Created in 1988 by SSI, Inc. under a license from TSR, Pool of Radiance was the first computer game to bear the AD&D (Advanced Dungeons & Dragons) name.

Although there were a few minor flaws in the design, this game was the catalyst for the very popular gold box series of games from SSI.

Set in the Forgotten Realms game world, Pool of Radiance set your band of adventurers in the ruined city of Phlan, on the northern coast of the Moonsea. Phlan was being re-colonized, and the city council offered your party dozens of missions to clean out the monster-inhabited ruins.

The game design was ambitious in several ways. First, the non-linear gameplay was almost unheard of in a game of this size. There were tons of quests in the city and nearby wilderness, most of which could be done in any order you chose. Mapping was extremely simple, since every "zone" was a 15x15 grid, and was helped along by the coordinate display available in most areas. This was also a bit of a flaw, because once you had mapped an entire area, the areas you hadn't seen became obvious, and therefore it was too easy to find secret areas. Of course, mapping was optional, since in most areas, you were able to go into "map mode" and see a top-down map of the section the area you were occupying.

It was also innovative in that the combat mode was strategic in nature. When you entered combat, you would move to a vaguely isometric view (The rest of the game was in first-person static, like Wizardry), and be able to issue turn based commands when each character gained the initiative.

Top all of this off with a long and varied AD&D style storyline, and you have the makings for something that even SSI could not improve on in their later gold box releases.

While none of this may seem very impressive in light of more recent achievements in computer games, it was incredible in 1988. Not to mention, the game has so much replay value, it might even surprise you today.

(Note: Excessive epic anecdotal crap follows. If you want actual facts, scroll to the bottom. =)

I have to admit I haven't played the game that much, but in a way, it represents something that grew on the background and helped me to meet the world.

I remember the time when I got my Commodore 64. It was an used machine and I got the previous owner's warez stash with it. I had heard of these "role playing games" the Big Boys were playing. It sounded all so complex and enthralling to me, even when I didn't have a very good idea what it was about, but the fantasy genre beckoned. Now, with the machine, I had this game called Pool of Radiance that was supposedly a "role playing game". I couldn't get past the copy protection. I could watch the demo. Didn't get much wiser, but it seemed pretty interesting and did amaze me a great deal. I also got to play Ultima V (broken disks troubled that one) and that was among the last straws...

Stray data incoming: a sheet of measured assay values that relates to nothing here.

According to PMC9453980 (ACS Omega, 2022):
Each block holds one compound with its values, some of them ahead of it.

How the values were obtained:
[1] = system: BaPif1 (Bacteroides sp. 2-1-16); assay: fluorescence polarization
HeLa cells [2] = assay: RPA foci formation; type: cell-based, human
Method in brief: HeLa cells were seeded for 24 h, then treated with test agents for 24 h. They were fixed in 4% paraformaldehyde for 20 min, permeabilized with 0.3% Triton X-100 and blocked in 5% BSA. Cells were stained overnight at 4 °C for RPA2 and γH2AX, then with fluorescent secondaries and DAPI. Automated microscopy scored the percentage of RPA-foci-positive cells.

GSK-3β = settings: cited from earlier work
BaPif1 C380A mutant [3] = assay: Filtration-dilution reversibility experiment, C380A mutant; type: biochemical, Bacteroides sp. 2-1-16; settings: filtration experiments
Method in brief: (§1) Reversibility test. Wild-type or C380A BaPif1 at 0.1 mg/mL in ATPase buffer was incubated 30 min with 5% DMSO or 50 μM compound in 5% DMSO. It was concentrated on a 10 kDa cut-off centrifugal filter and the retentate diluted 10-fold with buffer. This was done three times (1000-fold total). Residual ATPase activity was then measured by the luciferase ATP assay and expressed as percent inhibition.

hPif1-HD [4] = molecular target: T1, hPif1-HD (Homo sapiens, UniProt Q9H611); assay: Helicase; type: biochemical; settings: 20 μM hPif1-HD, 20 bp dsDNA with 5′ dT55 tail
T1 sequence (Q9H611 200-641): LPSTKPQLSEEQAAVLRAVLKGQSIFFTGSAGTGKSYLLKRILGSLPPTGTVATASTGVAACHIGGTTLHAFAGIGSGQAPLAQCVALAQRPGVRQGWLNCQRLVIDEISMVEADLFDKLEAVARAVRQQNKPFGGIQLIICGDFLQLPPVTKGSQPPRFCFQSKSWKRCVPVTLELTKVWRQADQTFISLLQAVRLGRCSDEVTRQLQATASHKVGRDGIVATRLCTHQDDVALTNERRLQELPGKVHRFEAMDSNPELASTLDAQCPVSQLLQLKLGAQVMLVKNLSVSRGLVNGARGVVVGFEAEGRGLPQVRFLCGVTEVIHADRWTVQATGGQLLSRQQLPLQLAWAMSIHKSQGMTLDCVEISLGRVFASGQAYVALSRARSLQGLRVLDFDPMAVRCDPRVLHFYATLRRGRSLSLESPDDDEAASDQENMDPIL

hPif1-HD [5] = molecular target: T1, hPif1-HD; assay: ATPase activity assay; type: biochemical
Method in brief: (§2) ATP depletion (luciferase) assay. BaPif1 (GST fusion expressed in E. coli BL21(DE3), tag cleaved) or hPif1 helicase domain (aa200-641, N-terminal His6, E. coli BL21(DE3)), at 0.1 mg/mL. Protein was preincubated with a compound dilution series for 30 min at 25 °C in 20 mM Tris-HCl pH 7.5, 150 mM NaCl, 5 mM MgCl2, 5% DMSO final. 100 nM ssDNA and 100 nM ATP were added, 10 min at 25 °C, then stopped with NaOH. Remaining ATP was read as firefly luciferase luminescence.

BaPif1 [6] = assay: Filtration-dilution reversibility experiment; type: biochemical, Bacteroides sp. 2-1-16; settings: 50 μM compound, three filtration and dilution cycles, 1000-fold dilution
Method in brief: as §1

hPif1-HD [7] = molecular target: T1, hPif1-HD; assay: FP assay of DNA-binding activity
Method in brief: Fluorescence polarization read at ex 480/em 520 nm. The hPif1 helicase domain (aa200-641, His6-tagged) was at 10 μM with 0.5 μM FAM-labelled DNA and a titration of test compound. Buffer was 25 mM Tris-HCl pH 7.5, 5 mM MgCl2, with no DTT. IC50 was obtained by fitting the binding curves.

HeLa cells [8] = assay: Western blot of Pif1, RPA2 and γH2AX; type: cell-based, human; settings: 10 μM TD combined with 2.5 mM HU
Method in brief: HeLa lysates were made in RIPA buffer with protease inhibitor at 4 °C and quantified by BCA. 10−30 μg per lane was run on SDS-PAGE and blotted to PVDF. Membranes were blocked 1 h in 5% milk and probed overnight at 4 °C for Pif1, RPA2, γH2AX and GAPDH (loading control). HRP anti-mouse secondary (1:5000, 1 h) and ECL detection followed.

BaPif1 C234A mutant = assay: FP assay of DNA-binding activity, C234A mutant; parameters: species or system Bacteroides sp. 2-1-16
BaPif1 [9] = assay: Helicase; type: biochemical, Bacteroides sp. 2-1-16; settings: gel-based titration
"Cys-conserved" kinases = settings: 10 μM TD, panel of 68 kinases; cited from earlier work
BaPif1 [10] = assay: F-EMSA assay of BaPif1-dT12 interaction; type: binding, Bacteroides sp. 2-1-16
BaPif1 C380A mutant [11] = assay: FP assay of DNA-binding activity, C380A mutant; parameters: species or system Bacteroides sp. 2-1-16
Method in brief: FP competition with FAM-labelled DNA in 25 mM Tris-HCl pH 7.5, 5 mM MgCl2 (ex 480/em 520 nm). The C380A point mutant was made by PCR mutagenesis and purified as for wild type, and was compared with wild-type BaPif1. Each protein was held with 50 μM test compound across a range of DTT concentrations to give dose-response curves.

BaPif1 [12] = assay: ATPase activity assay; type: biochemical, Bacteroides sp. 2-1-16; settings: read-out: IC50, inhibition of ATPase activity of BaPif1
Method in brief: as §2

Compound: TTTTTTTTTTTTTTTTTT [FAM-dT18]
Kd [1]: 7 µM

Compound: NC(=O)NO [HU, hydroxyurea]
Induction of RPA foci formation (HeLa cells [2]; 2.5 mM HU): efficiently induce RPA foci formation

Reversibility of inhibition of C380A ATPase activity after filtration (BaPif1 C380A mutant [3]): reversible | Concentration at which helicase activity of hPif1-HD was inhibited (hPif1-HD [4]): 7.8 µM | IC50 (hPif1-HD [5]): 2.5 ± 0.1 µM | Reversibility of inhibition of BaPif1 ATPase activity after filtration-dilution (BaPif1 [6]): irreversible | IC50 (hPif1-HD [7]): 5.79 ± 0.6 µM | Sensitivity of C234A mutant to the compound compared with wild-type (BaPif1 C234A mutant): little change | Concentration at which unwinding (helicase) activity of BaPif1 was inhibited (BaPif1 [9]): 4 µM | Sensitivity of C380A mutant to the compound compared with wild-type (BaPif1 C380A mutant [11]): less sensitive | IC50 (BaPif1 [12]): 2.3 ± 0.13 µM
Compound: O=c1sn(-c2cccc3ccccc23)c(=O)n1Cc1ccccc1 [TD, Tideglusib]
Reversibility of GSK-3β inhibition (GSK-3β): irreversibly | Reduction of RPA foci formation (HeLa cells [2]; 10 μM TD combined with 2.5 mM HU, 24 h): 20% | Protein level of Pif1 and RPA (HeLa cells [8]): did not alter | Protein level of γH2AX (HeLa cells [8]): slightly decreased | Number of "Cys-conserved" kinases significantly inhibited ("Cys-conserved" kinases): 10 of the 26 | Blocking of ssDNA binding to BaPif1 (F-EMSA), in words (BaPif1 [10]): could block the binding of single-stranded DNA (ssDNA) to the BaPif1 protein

Years passed. I got this game from an abandonwarez site and tried playing it. Oh, jeepers. I thought the thing was neat, but aged. Aged, aged, aged.

Then, a while later, I found something pretty neat. I'm now older, supposedly wiser, I probably qualify for actual roleplaying. And these days, I just love Neverwinter Nights, which is a pretty good computer RPG and also works supposedly with multiple players...

And from the other hemisphere comes Chris Fowler's Neverwinter Nights port of Pool of Radiance.

The circle was complete. I now have in front of me a new challenge: The son of the old adventure that in turn inspired me to find out more about RPGs, and got me into the hobby.


This new NWN adaptation of Pool of Radiance was originally released in August 15, 2002. Neverwinter Vault - where this module is rightfully enough ranked right in the top ten, being one of the most downloaded modules also - lists 1.12b as the final version, but I suspect a new version is coming (the author talks of adding "real" kobolds to the mess). As expected, the module is very very heavily based on the original PoR, which in turn was based on "Ruins of Adventure" module. The original module was for 1st edition AD&D, so we have come a long way when we now play the same module with 3rd edition...

The module has some changes from the bare NWN. For example, you can't rest on every area of the game.

The module is intended to be played with one player (you get a henchman, though) and it's recommended to start it with a new level 1 character. It can also be played with a small party in multiplayer.

I have only seen relatively little of the game (the website says it takes 20+ hours to complete, and I've only played for about two... =) but I can say the module is rather interesting. The only complaint - and an acknowledged fault - is that the dialogue isn't very immersive and could use some improving. But otherwise, this module is excellent stuff to play.

One interesting detail that also tells something of the close of the circle: The SSI game for C64 had a pretty interesting opening music. The same opening music was apparently also used in old AOL multi-user game "Neverwinter Nights" - that is unrelated to the Bioware's new game, but the thing was pretty interesting anyway. =)

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